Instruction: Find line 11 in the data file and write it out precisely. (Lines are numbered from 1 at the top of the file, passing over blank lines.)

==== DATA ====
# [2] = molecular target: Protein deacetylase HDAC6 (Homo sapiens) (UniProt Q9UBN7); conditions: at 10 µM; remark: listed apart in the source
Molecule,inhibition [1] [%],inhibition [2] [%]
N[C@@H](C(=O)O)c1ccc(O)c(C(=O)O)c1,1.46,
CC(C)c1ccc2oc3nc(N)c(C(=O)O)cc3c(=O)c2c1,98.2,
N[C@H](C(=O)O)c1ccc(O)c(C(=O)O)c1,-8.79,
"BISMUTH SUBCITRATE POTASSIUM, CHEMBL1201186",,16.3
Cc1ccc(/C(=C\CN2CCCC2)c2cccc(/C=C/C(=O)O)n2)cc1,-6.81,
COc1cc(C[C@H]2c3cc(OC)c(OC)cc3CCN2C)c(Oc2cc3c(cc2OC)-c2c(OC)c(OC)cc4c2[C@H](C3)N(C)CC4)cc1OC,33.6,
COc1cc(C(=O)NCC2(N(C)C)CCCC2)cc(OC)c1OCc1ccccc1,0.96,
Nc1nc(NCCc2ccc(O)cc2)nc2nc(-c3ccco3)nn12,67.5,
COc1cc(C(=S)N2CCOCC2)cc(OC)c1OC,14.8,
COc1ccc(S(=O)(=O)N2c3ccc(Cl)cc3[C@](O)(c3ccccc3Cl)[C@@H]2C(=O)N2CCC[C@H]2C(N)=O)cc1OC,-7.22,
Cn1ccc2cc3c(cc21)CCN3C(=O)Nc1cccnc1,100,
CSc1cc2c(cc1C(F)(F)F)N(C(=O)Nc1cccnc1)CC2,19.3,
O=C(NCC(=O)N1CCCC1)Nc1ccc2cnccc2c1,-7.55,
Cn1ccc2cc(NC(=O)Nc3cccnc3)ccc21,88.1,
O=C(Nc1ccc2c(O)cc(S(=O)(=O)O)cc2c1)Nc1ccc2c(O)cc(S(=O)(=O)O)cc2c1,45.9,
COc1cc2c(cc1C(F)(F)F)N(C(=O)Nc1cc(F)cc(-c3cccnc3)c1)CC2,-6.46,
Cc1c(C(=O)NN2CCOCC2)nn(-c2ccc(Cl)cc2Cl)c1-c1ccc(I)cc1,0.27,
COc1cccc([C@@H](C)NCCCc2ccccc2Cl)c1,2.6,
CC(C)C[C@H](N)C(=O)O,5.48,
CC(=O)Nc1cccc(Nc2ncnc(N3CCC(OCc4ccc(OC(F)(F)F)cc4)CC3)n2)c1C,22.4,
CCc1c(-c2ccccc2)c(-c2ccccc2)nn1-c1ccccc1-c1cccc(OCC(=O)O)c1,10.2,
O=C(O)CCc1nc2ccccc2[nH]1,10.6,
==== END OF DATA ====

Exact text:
COc1cc(C(=S)N2CCOCC2)cc(OC)c1OC,14.8,